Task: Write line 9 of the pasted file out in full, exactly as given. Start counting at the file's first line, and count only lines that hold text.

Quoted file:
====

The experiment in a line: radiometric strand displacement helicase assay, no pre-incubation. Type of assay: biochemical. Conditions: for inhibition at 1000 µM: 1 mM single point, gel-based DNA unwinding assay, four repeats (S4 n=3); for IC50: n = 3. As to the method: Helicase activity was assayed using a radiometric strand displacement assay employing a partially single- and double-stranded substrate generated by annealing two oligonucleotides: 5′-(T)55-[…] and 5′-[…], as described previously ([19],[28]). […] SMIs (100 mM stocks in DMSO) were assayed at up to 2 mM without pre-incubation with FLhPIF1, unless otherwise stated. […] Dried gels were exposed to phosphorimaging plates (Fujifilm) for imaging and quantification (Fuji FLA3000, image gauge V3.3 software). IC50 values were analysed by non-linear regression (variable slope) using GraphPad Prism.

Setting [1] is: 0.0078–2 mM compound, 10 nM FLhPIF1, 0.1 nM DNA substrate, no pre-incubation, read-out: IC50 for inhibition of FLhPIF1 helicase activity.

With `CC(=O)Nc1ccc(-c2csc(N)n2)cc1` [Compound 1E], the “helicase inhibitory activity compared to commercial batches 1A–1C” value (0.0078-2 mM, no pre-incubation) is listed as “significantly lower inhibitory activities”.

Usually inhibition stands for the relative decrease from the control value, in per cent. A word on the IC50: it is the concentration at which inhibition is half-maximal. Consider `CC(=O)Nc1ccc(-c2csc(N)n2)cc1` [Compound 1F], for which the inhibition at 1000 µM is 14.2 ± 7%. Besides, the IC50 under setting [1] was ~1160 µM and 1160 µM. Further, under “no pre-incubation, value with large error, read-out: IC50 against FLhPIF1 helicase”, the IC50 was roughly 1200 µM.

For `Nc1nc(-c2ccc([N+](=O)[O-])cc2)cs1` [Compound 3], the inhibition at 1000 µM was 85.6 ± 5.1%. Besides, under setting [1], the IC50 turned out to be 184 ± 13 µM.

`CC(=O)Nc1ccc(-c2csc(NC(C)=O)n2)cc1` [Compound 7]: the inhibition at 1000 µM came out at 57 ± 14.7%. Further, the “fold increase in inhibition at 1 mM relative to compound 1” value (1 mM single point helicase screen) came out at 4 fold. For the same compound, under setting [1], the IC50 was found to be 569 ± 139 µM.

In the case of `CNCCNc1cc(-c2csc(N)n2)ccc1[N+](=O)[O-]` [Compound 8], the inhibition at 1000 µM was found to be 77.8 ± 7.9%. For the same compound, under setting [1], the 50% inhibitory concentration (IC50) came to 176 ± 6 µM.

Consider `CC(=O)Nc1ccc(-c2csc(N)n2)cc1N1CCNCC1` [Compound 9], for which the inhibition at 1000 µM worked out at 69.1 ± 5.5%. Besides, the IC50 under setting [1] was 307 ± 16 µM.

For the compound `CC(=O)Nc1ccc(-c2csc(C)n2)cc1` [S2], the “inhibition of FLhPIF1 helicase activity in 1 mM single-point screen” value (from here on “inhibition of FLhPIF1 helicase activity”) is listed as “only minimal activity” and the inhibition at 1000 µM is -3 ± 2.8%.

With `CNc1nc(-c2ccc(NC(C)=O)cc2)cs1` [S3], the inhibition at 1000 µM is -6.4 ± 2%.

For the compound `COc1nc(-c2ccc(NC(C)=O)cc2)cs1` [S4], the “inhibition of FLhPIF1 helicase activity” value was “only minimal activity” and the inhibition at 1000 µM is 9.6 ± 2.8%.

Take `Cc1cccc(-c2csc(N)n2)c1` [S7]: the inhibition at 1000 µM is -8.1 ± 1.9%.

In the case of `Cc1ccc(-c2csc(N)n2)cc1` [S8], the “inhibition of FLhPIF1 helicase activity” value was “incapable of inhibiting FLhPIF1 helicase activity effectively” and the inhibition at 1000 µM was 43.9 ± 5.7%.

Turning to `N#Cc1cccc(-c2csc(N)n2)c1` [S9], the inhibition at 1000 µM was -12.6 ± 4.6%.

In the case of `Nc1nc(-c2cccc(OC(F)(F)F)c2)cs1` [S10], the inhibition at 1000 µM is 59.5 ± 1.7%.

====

For the compound `CC(=O)Nc1ccc(-c2csc(C)n2)cc1` [S2], the “inhibition of FLhPIF1 helicase activity in 1 mM single-point screen” value (from here on “inhibition of FLhPIF1 helicase activity”) is listed as “only minimal activity” and the inhibition at 1000 µM is -3 ± 2.8%.